And from the book of Matthew, we can read words which Christ himself spoke: And he took the cup and gave thanks and gave it to them saying, Drink you all of it; for this is my blood of the new testament, which is shed for many for the remission of sins (Matthew 26:27-28).


Each year, once a year, on the actual date, the actual night of its original occurrence in the year 31 AD, the servants, the disciples of Jesus Christ, those baptized into His body, those under the New Covenant (Testament), Godís very elect, commemorate the event and reaffirm their acceptance of and commitment to keeping their part of the New Covenant, the agreement they willing enter into with God, the Father and Jesus Christ. 


Each year, once a year, as a commemoration and annual celebration, members of the Intercontinental Church of God commemorate the memorial of the New Covenant.


This solemn observance, this partaking of the bread and the cup occurs some 24 hours before the observance of the Passover meal.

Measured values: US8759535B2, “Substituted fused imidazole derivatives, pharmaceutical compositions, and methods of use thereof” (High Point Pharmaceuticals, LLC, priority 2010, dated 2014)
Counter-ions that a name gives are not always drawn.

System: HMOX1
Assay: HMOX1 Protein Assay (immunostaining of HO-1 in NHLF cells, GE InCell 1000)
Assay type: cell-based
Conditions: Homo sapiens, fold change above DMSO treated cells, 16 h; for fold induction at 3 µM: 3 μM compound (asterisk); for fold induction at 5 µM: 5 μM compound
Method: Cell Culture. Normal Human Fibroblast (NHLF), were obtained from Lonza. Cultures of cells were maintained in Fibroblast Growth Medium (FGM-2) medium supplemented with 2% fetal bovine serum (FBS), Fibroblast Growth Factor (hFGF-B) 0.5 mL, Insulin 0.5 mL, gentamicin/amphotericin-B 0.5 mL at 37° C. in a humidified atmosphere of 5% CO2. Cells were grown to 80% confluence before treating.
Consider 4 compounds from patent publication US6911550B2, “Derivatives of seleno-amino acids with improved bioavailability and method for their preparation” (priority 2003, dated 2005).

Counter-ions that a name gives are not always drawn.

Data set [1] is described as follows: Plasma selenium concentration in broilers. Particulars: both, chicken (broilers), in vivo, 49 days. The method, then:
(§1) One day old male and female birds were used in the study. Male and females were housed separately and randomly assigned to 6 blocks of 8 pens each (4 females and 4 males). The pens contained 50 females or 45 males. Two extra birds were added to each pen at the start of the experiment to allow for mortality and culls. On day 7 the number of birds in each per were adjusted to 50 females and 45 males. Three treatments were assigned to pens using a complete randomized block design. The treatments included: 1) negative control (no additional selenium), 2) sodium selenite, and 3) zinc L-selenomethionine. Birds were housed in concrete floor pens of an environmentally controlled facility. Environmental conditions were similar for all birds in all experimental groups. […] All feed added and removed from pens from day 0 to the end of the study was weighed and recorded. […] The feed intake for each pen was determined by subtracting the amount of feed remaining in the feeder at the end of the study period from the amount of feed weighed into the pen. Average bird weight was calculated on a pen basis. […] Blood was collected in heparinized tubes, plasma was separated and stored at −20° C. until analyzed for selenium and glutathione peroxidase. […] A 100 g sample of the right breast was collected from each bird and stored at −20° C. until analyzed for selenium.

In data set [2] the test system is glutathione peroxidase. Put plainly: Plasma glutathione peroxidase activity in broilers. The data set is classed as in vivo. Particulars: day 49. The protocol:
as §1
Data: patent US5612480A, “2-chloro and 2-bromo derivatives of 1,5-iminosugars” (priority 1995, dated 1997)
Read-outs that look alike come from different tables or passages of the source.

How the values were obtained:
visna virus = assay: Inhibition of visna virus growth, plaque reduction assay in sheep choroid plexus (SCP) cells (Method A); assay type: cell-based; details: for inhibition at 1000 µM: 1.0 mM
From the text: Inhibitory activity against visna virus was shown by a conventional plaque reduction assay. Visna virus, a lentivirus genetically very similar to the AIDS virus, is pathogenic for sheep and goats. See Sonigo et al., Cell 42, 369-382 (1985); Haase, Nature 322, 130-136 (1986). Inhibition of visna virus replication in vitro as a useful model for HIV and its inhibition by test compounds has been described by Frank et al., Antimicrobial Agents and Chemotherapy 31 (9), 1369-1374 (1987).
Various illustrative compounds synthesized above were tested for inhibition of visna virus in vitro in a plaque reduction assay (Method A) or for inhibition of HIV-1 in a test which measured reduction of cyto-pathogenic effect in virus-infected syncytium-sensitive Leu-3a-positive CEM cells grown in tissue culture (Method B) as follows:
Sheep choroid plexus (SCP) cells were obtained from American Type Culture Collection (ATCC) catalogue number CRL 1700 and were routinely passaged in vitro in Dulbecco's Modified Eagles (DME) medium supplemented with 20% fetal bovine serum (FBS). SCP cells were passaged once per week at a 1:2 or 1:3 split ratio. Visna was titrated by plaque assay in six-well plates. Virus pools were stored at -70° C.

In 31 AD the sequence of event were as follows: 


1)      Before the feast of Passover, Christ and his disciples ate a supper (John 13:2, 4; Luke 22:20) called the Lordís Supper Ė on the night, the beginning of the 14th day of the first month. The night continued and Christ was betrayed, arrested and set to trial throughout the night and into the morning; scourged and place on the stake at the 3rd hour (9:00am).

2)      Then at the 9th hour (3:00 in the afternoon) of the 14th day of the first month (a day called the preparation day or preparation of the Passover in the New Testament Ė cf. Mark 15:42, Luke 23:54; John 19:14, 31, 42), Jesus Christ was slain, sacrificed on the stake, a spear piercing his side.